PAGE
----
With fully electric steering, however, the steering requirement is detected by sensors, which supply a steering-angle setpoint signal to an electronic control unit.This unit calculates the necessary actuator travel for the wheel to be turned and actuates a steering motor accordingly. This steering system concept eliminates the need for a steering column and consequently improves legroom.

To maximise legroom, the sensor electronics should be fitted to the steering shaft and its bearing assembly in such a way that maximum space saving is achieved.

The steering wheel bearing assembly is subject to some design considerations. Forces induced by the driver, for example when he grabs the steering wheel on entering the cab, have to be capable of being absorbed by the steering wheel bearing assembly. This results in the need to design a sturdy bearing assembly, which takes up a large amount of space.

In addition, the sensor electronics which detects the steering wheel movement has to meet statutory provisions. For safety reasons, it is better to use two sensors providing identical signals. These signals are compared electronically, and any deviation between the two can be compared and evaluated. Should either sensor malfunction, the steering system is still able to function properly because of the redundancy in the design.

Some commercially available sensor electronics only have restricted redundancy and cannot maintain the required safety margin. Should the sensor fail, the vehicle is no longer operable (example: the use of a tachogenerator and an inductive proximity switch). This disadvantage of restricted redundancy has a direct impact on the availability of the industrial truck.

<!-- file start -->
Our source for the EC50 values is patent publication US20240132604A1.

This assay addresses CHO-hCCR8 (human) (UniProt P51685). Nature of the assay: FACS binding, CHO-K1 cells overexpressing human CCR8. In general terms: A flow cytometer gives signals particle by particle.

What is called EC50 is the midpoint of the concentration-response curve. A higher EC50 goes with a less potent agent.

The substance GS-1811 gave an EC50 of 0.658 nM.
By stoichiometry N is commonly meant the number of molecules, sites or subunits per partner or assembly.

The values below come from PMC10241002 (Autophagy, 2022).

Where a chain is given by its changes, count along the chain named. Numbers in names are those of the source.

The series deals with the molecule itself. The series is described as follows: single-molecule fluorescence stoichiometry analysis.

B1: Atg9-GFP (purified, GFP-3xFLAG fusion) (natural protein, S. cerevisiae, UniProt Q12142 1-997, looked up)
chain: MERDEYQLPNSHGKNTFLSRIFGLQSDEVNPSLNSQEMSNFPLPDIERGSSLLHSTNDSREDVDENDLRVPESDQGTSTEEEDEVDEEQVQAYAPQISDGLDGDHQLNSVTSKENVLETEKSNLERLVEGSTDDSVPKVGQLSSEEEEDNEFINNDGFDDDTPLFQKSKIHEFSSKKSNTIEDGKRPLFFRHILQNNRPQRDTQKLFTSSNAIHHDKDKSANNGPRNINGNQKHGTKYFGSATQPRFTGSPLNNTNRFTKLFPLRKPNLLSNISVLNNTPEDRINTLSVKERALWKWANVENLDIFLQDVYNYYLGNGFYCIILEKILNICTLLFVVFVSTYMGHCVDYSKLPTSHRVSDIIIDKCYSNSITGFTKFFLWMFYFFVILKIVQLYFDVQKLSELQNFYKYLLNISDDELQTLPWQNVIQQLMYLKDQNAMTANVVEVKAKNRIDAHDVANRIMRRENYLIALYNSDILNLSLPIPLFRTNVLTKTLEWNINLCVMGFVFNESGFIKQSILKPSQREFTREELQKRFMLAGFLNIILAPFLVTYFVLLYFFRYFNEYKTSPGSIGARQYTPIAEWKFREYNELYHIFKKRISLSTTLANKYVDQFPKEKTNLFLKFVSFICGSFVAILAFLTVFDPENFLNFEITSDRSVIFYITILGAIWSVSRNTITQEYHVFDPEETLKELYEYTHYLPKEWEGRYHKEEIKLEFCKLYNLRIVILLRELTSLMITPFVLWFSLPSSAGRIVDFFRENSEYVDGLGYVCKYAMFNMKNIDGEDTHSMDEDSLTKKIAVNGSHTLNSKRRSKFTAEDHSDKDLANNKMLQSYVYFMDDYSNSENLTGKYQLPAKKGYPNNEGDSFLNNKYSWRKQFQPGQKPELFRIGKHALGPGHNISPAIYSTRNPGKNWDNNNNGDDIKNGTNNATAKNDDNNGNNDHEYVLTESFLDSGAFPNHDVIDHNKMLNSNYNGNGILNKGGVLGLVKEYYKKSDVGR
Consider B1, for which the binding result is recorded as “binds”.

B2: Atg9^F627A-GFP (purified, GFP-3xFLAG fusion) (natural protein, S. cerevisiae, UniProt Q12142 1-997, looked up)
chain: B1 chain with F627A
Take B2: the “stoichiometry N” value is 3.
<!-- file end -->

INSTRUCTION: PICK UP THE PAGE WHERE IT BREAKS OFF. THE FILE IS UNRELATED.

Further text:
Commercially available sensors are unsuitable because of the costly flanging and the sometimes considerable space requirements. This is particularly true if a robust steering wheel bearing assembly and the more sophisticated sensor electronics are to be combined in as space-saving and inexpensive a way as possible.

New avenues were therefore explored in designing the sensor electronics to detect steering wheel movement for the latest generation of the Retrak high rack stacker from Jungheinrich.

After extensive technology searches, it was found that integrating the sensor electronics into the bearing units would meet all stated requirements. The sensorised bearing was designed in co-operation with SKF for use in a steering wheel bearing assembly.

As two independent sensors are necessary to fulfil the statutory safety provisions, both deep groove ball bearings used in the steering wheel bearing assembly are equipped as sensorised bearings (fig. 3).


The fully electric steering used in the new generation of Retrak high rack stackers has two sensorised bearings fitted to the steering wheel to detect its rotation. As a result, considerable mechanical effort can be saved. The omission of the steering wheel column means that there is no mechanical connection to the wheel to be steered. This allows for more freedom of layout for ergonomic optimisation, and the driver’s legroom is not restricted (fig. 4).